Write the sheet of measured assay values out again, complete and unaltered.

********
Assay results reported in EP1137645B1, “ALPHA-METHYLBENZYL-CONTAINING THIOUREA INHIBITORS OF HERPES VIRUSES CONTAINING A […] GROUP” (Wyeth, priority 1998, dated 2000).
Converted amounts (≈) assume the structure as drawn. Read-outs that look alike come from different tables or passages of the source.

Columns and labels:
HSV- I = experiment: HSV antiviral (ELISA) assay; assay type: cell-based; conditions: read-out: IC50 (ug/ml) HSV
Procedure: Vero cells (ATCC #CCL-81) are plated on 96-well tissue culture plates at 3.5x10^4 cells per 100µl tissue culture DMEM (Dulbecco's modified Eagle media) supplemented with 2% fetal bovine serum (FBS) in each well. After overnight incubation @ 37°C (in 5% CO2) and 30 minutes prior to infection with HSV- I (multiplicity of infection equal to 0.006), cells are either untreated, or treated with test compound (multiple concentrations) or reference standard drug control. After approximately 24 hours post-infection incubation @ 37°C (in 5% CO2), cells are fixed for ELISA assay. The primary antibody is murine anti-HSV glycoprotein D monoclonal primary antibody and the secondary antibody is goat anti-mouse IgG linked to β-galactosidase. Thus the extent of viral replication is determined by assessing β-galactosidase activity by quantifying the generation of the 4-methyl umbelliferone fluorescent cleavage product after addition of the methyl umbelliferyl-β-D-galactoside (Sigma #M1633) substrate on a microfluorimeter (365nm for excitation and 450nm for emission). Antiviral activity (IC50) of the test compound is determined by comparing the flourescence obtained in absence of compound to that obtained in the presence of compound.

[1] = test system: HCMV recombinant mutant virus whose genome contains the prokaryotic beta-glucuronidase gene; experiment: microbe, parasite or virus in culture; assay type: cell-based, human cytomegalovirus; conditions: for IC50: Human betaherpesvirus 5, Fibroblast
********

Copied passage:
Assay results reported in EP1137645B1, “ALPHA-METHYLBENZYL-CONTAINING THIOUREA INHIBITORS OF HERPES VIRUSES CONTAINING A […] GROUP” (Wyeth, priority 1998, dated 2000).
Converted amounts (≈) assume the structure as drawn. Read-outs that look alike come from different tables or passages of the source.

Columns and labels:
HSV- I = experiment: HSV antiviral (ELISA) assay; assay type: cell-based; conditions: read-out: IC50 (ug/ml) HSV
Procedure: Vero cells (ATCC #CCL-81) are plated on 96-well tissue culture plates at 3.5x10^4 cells per 100µl tissue culture DMEM (Dulbecco's modified Eagle media) supplemented with 2% fetal bovine serum (FBS) in each well. After overnight incubation @ 37°C (in 5% CO2) and 30 minutes prior to infection with HSV- I (multiplicity of infection equal to 0.006), cells are either untreated, or treated with test compound (multiple concentrations) or reference standard drug control. After approximately 24 hours post-infection incubation @ 37°C (in 5% CO2), cells are fixed for ELISA assay. The primary antibody is murine anti-HSV glycoprotein D monoclonal primary antibody and the secondary antibody is goat anti-mouse IgG linked to β-galactosidase. Thus the extent of viral replication is determined by assessing β-galactosidase activity by quantifying the generation of the 4-methyl umbelliferone fluorescent cleavage product after addition of the methyl umbelliferyl-β-D-galactoside (Sigma #M1633) substrate on a microfluorimeter (365nm for excitation and 450nm for emission). Antiviral activity (IC50) of the test compound is determined by comparing the flourescence obtained in absence of compound to that obtained in the presence of compound.

[1] = test system: HCMV recombinant mutant virus whose genome contains the prokaryotic beta-glucuronidase gene; experiment: microbe, parasite or virus in culture; assay type: cell-based, human cytomegalovirus; conditions: for IC50: Human betaherpesvirus 5, Fibroblast